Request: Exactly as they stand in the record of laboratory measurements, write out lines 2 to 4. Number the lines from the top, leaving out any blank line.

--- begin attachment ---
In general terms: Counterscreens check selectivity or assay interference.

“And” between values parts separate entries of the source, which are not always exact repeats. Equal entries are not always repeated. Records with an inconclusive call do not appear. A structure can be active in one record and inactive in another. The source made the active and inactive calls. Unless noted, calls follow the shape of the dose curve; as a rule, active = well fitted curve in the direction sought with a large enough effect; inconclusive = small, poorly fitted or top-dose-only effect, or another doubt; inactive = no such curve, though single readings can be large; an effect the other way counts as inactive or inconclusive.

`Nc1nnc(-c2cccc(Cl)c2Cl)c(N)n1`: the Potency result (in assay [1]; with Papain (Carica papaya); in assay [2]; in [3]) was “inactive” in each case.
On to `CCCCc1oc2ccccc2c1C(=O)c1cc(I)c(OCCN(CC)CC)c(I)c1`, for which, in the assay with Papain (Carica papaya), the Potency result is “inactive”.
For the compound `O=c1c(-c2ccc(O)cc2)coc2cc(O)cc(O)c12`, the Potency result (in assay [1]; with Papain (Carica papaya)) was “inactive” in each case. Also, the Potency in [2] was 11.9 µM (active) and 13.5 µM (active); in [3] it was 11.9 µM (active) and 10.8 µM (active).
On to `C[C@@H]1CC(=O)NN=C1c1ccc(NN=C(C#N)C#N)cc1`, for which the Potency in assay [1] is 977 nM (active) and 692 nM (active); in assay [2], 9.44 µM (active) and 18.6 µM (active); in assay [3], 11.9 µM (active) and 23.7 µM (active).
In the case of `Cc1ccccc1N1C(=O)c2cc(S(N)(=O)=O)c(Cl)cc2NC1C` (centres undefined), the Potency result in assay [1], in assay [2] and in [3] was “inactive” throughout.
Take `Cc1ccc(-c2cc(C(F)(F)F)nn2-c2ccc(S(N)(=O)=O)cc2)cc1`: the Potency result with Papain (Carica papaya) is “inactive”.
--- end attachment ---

“And” between values parts separate entries of the source, which are not always exact repeats. Equal entries are not always repeated. Records with an inconclusive call do not appear. A structure can be active in one record and inactive in another. The source made the active and inactive calls. Unless noted, calls follow the shape of the dose curve; as a rule, active = well fitted curve in the direction sought with a large enough effect; inconclusive = small, poorly fitted or top-dose-only effect, or another doubt; inactive = no such curve, though single readings can be large; an effect the other way counts as inactive or inconclusive.

`Nc1nnc(-c2cccc(Cl)c2Cl)c(N)n1`: the Potency result (in assay [1]; with Papain (Carica papaya); in assay [2]; in [3]) was “inactive” in each case.
On to `CCCCc1oc2ccccc2c1C(=O)c1cc(I)c(OCCN(CC)CC)c(I)c1`, for which, in the assay with Papain (Carica papaya), the Potency result is “inactive”.